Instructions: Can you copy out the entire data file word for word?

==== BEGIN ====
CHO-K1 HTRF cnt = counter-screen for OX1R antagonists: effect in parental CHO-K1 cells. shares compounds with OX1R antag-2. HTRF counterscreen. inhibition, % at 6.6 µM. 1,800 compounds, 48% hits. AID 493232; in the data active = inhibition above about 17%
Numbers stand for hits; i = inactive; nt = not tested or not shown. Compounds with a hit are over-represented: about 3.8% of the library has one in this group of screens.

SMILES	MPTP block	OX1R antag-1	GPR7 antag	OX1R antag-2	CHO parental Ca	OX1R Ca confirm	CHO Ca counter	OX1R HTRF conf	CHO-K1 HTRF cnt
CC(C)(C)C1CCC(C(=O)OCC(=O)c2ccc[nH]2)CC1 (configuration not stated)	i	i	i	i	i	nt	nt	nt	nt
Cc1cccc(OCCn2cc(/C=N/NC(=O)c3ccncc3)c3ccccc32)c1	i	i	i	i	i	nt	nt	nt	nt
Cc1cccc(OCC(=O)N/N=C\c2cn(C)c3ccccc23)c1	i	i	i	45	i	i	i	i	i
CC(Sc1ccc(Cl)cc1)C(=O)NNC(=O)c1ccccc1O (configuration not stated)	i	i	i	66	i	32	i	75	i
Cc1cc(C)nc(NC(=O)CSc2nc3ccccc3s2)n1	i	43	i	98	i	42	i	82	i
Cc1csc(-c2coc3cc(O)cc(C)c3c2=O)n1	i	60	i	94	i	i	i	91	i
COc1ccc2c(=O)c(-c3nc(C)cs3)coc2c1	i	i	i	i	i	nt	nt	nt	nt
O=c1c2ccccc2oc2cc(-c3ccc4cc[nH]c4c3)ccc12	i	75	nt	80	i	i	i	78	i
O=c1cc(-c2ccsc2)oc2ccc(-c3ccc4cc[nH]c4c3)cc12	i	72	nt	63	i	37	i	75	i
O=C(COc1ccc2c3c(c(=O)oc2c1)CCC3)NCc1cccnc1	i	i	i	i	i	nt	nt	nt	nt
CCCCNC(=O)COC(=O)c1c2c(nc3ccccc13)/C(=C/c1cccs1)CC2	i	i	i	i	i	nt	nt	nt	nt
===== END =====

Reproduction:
CHO-K1 HTRF cnt = counter-screen for OX1R antagonists: effect in parental CHO-K1 cells. shares compounds with OX1R antag-2. HTRF counterscreen. inhibition, % at 6.6 µM. 1,800 compounds, 48% hits. AID 493232; in the data active = inhibition above about 17%
Numbers stand for hits; i = inactive; nt = not tested or not shown. Compounds with a hit are over-represented: about 3.8% of the library has one in this group of screens.

SMILES	MPTP block	OX1R antag-1	GPR7 antag	OX1R antag-2	CHO parental Ca	OX1R Ca confirm	CHO Ca counter	OX1R HTRF conf	CHO-K1 HTRF cnt
CC(C)(C)C1CCC(C(=O)OCC(=O)c2ccc[nH]2)CC1 (configuration not stated)	i	i	i	i	i	nt	nt	nt	nt
Cc1cccc(OCCn2cc(/C=N/NC(=O)c3ccncc3)c3ccccc32)c1	i	i	i	i	i	nt	nt	nt	nt
Cc1cccc(OCC(=O)N/N=C\c2cn(C)c3ccccc23)c1	i	i	i	45	i	i	i	i	i
CC(Sc1ccc(Cl)cc1)C(=O)NNC(=O)c1ccccc1O (configuration not stated)	i	i	i	66	i	32	i	75	i
Cc1cc(C)nc(NC(=O)CSc2nc3ccccc3s2)n1	i	43	i	98	i	42	i	82	i
Cc1csc(-c2coc3cc(O)cc(C)c3c2=O)n1	i	60	i	94	i	i	i	91	i
COc1ccc2c(=O)c(-c3nc(C)cs3)coc2c1	i	i	i	i	i	nt	nt	nt	nt
O=c1c2ccccc2oc2cc(-c3ccc4cc[nH]c4c3)ccc12	i	75	nt	80	i	i	i	78	i
O=c1cc(-c2ccsc2)oc2ccc(-c3ccc4cc[nH]c4c3)cc12	i	72	nt	63	i	37	i	75	i
O=C(COc1ccc2c3c(c(=O)oc2c1)CCC3)NCc1cccnc1	i	i	i	i	i	nt	nt	nt	nt
CCCCNC(=O)COC(=O)c1c2c(nc3ccccc13)/C(=C/c1cccs1)CC2	i	i	i	i	i	nt	nt	nt	nt